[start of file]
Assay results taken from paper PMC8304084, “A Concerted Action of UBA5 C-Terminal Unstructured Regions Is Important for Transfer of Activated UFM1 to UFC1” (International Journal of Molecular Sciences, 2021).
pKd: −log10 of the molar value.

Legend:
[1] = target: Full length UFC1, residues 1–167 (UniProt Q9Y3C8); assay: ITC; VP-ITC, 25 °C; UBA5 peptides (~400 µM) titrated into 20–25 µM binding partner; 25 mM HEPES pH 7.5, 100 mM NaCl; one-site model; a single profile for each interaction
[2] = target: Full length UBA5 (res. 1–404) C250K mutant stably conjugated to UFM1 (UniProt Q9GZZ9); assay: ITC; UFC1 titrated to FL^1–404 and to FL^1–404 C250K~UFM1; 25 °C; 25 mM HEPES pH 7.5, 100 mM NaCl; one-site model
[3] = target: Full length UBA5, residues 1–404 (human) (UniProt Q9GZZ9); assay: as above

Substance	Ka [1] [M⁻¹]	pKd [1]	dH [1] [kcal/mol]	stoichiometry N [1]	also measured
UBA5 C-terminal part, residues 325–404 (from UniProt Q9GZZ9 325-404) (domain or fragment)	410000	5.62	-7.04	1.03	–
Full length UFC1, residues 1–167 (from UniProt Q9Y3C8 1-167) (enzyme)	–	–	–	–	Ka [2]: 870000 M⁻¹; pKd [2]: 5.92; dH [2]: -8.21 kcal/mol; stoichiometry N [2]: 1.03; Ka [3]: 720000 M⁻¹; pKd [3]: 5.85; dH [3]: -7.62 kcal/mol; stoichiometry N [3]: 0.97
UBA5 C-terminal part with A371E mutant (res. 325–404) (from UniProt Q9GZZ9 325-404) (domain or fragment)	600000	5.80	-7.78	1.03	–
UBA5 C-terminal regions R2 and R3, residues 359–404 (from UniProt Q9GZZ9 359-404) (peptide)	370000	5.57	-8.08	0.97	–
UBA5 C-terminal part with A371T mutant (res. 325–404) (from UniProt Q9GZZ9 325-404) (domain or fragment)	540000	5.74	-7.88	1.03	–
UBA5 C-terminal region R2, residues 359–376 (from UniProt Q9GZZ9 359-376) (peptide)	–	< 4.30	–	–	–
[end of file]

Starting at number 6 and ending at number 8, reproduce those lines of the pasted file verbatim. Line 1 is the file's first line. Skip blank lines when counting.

[3] = target: Full length UBA5, residues 1–404 (human) (UniProt Q9GZZ9); assay: as above

Substance	Ka [1] [M⁻¹]	pKd [1]	dH [1] [kcal/mol]	stoichiometry N [1]	also measured
UBA5 C-terminal part, residues 325–404 (from UniProt Q9GZZ9 325-404) (domain or fragment)	410000	5.62	-7.04	1.03	–